It’s not just knowing the history, though. One of the great parts of following the NBA is that a serious fan can know the names of every key player in the league. With thirty teams and fifteen players per team, often only ten or so of which play regularly, it is realistic for a new fan to gain comprehensive knowledge of the NBA in one short season.
Why are these the odds offered on an NBA game?
Before you place a bet, you don’t just need to know the odds, you should know why one team is favored and one team is the underdog. To take a randomly selected game as an example, the Golden State Warriors are 8 point home favorites against the Cleveland Cavaliers on a Monday night in February. Why have the oddsmakers set the number at 8? Well the Warriors are 14-13 and the Cavaliers are 10-18. Golden State is also the home team which is worth about six points. When the teams had played two weeks earlier, Cleveland was the home team, so the Warriors were only two point favorites.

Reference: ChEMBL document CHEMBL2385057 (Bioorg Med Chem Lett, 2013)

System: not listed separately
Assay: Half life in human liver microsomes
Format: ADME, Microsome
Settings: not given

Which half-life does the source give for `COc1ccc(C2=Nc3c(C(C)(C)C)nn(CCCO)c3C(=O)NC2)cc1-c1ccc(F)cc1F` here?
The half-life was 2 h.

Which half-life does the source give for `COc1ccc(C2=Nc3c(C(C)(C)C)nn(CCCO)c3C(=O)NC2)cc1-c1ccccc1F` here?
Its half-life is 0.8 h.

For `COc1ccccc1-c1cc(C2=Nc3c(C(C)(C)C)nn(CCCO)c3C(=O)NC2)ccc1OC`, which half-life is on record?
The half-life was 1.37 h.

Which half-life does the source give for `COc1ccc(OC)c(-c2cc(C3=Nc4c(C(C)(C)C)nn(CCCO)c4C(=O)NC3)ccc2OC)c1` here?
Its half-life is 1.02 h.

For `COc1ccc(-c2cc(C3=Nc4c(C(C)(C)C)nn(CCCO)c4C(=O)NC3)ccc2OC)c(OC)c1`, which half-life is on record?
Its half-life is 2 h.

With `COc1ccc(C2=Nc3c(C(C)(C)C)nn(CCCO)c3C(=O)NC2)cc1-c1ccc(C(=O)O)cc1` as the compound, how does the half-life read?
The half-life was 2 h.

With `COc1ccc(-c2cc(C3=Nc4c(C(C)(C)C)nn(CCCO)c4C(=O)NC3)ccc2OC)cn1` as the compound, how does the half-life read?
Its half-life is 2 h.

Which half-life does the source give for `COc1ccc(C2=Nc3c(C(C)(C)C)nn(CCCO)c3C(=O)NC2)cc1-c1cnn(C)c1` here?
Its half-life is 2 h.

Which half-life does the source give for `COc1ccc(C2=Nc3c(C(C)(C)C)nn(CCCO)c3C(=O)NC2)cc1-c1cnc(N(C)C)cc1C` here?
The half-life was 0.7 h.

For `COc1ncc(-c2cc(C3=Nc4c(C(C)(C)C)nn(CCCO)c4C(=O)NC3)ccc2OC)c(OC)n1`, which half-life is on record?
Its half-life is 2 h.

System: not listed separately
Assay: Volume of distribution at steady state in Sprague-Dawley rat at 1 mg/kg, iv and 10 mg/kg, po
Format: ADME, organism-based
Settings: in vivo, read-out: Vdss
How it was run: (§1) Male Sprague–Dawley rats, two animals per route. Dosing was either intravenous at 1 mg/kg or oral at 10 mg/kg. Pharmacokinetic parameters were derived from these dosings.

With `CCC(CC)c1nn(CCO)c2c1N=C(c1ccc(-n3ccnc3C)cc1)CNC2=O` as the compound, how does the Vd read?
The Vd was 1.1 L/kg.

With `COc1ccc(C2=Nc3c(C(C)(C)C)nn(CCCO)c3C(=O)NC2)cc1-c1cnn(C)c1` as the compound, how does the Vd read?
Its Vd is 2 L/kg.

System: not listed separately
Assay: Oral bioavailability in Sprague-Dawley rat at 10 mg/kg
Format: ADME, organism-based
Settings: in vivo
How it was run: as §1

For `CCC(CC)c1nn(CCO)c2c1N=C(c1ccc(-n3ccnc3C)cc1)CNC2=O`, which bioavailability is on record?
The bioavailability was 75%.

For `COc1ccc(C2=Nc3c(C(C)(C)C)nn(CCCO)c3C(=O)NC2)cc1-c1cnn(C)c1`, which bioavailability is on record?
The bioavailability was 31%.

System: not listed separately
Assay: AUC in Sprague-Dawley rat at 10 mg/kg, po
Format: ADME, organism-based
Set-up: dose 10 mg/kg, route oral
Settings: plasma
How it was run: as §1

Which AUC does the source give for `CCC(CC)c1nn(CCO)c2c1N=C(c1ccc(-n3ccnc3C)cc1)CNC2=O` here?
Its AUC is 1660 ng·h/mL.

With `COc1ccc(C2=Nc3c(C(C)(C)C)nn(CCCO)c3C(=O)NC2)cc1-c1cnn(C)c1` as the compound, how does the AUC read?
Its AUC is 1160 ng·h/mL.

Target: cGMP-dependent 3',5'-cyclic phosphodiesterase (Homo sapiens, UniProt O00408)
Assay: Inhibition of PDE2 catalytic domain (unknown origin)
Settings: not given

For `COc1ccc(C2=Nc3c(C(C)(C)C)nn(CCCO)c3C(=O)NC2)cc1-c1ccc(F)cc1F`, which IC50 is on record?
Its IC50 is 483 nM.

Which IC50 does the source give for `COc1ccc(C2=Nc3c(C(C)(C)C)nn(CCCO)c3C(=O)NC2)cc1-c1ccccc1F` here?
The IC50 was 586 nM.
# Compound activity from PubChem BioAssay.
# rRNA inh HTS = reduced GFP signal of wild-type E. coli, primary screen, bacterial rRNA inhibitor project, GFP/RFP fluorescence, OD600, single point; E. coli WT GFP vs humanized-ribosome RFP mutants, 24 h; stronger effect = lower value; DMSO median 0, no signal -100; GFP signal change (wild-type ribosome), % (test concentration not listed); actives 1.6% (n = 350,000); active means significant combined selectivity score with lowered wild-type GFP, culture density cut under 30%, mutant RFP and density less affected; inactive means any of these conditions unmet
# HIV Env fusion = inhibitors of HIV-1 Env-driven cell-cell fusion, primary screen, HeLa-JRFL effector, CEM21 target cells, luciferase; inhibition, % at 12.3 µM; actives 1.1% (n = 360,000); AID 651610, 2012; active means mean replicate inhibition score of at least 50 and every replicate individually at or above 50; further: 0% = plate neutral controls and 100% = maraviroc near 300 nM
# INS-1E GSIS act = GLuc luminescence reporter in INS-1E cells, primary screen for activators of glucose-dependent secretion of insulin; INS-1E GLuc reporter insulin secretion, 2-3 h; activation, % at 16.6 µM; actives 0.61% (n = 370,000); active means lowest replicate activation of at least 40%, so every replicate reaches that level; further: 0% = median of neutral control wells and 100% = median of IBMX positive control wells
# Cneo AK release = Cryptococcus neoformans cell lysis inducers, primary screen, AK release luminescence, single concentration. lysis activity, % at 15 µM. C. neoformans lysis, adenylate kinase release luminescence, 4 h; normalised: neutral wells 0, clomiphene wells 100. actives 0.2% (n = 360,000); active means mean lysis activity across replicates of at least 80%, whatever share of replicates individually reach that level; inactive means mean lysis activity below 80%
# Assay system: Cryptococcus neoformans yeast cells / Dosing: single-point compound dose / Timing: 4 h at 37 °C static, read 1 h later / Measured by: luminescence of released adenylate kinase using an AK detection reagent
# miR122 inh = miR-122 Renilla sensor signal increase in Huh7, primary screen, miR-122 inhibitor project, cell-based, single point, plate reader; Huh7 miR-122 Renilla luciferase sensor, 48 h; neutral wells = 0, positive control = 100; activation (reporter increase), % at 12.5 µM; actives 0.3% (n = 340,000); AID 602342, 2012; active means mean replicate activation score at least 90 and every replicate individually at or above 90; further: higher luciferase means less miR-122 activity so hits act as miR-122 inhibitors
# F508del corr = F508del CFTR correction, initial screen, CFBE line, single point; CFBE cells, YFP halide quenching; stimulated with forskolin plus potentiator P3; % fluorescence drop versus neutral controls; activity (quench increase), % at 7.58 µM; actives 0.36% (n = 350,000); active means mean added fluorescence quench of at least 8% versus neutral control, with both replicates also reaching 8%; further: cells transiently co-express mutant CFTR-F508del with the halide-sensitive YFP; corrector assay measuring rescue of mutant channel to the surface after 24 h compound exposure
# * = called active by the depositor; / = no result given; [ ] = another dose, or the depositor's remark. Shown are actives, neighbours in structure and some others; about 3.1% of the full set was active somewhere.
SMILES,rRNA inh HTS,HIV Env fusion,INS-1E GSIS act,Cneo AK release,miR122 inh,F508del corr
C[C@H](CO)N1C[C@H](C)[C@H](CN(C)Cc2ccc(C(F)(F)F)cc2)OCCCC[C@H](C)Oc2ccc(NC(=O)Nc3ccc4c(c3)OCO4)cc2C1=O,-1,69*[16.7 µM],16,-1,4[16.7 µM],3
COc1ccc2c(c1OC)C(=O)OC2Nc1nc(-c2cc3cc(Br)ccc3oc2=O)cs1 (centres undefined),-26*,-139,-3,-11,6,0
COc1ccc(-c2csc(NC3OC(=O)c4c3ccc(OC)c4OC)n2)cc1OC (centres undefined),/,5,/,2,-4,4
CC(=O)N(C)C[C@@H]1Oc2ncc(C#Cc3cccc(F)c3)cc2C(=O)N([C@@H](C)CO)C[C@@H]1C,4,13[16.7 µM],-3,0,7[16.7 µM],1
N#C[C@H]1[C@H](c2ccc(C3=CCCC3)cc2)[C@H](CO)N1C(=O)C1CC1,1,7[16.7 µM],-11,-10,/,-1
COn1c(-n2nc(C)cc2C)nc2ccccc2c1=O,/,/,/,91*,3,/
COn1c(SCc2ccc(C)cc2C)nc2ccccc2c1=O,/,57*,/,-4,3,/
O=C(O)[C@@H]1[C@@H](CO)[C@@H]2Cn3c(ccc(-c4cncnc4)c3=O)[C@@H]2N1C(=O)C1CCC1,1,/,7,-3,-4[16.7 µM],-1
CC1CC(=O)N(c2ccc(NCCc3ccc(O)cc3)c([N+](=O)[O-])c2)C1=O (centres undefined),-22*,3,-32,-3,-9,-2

The goal of the oddsmaker is to set a line where about half the public will bet on one side and the other half will take the second team. That way, the bookie minimizes their risk and uses the money wagered on the losing side to pay the winning side, thus ensuring a profit. So, for this particular game, if seventy five percent of the money was bet on the Cavaliers, the oddsmakers might move the number to 7.5 to entice people to bet on the Warriors.
Obviously, an informed bettor will study the trends and know the reasons why the Warriors are such large favorites, for example, the Cavaliers entered this particular game on a seven game losing streak.
The most important thing is to watch games and read everything you can about the league. It’s okay to lose a bet because your team didn’t win, it’s not okay to lose a bet because you were under informed.